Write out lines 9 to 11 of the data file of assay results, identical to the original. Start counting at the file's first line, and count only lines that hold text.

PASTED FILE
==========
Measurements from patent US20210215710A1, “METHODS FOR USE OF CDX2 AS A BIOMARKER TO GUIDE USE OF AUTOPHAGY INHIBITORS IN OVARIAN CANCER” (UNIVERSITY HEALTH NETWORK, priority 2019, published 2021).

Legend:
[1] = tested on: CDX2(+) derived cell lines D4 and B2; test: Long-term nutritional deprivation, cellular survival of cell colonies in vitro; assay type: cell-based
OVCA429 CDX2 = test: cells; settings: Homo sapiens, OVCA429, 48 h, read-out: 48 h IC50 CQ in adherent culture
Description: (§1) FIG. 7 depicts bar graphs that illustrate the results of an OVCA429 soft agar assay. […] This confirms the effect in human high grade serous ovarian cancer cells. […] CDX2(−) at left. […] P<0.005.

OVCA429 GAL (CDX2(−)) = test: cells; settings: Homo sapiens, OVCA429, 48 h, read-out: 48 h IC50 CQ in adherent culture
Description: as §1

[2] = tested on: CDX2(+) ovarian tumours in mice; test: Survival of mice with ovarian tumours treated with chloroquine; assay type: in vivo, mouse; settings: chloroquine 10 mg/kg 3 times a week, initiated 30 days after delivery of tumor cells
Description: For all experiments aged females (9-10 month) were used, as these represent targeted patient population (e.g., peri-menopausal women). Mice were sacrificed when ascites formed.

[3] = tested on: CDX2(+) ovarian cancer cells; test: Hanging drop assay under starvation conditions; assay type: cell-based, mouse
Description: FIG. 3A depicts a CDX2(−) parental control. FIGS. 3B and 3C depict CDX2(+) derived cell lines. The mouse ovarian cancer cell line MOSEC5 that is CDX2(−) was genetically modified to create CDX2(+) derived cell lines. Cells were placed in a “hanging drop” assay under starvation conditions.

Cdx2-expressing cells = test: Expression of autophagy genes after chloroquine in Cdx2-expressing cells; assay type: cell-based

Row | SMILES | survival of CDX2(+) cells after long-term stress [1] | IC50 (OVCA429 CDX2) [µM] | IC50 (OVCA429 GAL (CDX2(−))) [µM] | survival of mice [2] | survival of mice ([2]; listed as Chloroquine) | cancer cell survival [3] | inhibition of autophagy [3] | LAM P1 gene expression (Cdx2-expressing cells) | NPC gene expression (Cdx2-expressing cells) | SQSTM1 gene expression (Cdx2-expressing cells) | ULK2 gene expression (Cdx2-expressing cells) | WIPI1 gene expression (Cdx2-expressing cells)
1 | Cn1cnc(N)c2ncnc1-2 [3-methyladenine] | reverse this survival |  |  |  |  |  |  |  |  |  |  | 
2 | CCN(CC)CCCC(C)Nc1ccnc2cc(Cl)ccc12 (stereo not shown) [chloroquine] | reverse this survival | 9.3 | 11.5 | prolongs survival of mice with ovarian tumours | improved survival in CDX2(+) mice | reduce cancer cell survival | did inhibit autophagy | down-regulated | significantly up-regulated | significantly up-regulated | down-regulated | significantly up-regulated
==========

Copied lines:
Description: For all experiments aged females (9-10 month) were used, as these represent targeted patient population (e.g., peri-menopausal women). Mice were sacrificed when ascites formed.

[3] = tested on: CDX2(+) ovarian cancer cells; test: Hanging drop assay under starvation conditions; assay type: cell-based, mouse
Description: FIG. 3A depicts a CDX2(−) parental control. FIGS. 3B and 3C depict CDX2(+) derived cell lines. The mouse ovarian cancer cell line MOSEC5 that is CDX2(−) was genetically modified to create CDX2(+) derived cell lines. Cells were placed in a “hanging drop” assay under starvation conditions.